22 February 2017:
THE Minister of Plantation Industries and Commodities, Datuk Seri Mah Siew Keong, is asking for stakeholders’ feedback on the best way to tighten enforcement against the illegal distribution of tobacco (“Stakeholder’s feedback on war against illegal tobacco trade, wanted” NST, Feb 17).
I am pleased that the ministry is seeking feedback in light of Malaysia’s commitment under the World Health Organisation Framework Convention on Tobacco Control (WHO-FCTC) to reduce tobacco use.
Effective implementation of the FCTC and curbing the illicit trade of cigarettes can be achieved through the licensing of retailers to sell cigarettes, recommended in both of these legal instruments.
According to the FCTC Article 13 Guidelines, licensing of tobacco retailers is an “effective method for controlling advertising, promotion and sponsorship”.
The Health Ministry’s Regulation on Control of Tobacco Products is consistent with the FCTC and which has banned advertising of tobacco at point-of-sale. However, this regulation is being violated by retailers who advertise through cigarette-branded display counters provided by tobacco companies.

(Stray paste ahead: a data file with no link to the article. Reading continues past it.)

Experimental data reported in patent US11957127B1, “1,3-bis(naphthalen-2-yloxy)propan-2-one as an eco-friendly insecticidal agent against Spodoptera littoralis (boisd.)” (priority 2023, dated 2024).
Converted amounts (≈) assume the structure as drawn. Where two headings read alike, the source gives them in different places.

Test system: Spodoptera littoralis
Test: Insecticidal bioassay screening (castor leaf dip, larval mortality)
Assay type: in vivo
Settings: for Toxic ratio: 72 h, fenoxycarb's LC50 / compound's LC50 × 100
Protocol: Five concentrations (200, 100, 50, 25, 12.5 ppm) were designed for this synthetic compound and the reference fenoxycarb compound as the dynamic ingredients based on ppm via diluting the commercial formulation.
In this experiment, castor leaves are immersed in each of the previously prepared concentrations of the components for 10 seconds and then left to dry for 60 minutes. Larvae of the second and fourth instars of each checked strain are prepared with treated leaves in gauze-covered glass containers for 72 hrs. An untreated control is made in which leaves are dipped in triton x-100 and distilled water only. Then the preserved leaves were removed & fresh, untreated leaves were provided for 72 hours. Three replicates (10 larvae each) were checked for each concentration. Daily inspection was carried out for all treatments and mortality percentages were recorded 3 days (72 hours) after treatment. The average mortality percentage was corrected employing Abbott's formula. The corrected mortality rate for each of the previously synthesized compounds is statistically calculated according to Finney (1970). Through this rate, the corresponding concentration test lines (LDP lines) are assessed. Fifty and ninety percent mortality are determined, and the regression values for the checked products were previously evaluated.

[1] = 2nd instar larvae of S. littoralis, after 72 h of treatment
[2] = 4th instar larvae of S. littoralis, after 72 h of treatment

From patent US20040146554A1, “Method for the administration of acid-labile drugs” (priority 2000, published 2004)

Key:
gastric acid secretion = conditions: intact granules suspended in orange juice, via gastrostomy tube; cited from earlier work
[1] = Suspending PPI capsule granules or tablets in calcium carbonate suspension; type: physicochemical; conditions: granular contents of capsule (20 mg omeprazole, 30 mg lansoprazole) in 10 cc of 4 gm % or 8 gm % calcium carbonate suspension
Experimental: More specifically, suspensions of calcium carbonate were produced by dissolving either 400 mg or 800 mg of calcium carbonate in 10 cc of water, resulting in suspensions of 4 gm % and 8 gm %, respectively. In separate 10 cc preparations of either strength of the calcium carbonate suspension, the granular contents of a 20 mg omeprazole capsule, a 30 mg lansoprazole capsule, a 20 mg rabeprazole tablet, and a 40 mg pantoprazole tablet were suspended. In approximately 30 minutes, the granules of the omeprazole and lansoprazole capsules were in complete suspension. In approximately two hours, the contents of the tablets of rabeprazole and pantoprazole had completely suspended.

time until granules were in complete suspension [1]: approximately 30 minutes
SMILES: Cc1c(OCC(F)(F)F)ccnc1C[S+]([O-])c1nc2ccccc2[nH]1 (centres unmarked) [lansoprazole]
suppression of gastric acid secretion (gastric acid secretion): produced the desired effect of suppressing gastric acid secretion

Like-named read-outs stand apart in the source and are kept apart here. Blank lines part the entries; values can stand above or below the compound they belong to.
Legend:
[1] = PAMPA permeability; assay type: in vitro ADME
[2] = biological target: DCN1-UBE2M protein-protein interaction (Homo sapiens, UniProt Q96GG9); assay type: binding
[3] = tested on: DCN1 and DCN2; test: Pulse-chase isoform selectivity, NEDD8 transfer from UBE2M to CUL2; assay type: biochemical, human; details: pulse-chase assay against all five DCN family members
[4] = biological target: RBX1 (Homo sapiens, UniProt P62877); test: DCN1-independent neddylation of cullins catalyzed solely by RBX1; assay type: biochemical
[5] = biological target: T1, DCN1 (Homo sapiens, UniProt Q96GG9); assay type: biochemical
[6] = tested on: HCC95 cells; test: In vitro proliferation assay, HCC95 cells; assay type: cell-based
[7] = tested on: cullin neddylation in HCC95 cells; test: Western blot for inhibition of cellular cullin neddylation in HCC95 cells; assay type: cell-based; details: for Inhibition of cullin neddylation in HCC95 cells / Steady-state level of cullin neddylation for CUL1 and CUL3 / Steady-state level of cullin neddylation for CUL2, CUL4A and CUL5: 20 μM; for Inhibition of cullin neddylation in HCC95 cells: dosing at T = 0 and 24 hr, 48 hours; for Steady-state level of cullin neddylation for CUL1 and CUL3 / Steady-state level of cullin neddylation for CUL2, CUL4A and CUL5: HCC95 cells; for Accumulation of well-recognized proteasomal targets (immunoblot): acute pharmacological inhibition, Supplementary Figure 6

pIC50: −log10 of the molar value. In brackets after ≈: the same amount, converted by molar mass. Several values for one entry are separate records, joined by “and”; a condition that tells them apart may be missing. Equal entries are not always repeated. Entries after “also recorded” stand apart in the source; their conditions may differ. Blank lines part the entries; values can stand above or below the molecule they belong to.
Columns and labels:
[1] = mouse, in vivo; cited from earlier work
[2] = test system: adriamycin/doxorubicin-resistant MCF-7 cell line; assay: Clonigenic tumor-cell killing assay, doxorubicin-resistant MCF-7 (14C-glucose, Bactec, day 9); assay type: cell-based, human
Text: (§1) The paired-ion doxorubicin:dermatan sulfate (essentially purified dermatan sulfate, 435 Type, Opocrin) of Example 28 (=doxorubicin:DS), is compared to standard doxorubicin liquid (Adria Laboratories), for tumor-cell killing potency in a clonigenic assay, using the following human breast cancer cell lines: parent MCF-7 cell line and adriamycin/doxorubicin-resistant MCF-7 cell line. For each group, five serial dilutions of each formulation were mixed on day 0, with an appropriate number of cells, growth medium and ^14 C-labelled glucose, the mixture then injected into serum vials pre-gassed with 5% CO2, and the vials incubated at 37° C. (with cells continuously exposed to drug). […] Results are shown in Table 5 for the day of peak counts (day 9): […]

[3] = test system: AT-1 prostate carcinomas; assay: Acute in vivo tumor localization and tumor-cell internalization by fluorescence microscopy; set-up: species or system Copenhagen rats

If the retailers were licensed, then in such cases of non-compliance, the licence could be withdrawn. The tobacco industry claims that one out of every two packs of cigarettes sold in the country is illegal.
Obviously, retailer education not to sell contraband cigarettes is ineffective. Licensing of retailers is an efficient way to ensure that these contraband cigarettes don’t end up in smokers’ hands.
Singapore and Brunei charge US$280 (RM1,250) and US$240 for cigarette licences per year, respectively. Thailand charges a much lower rate, however, it has more than 500,000 retailers, compared with Malaysia’s 80,000.
The cost of the licence should be high enough for the retailers to take it seriously and not violate its terms.
I suggest a RM400 a year which is less than half of what retailers in Singapore and Brunei are paying. MARY ASSUNTA, Tobacco control advocate.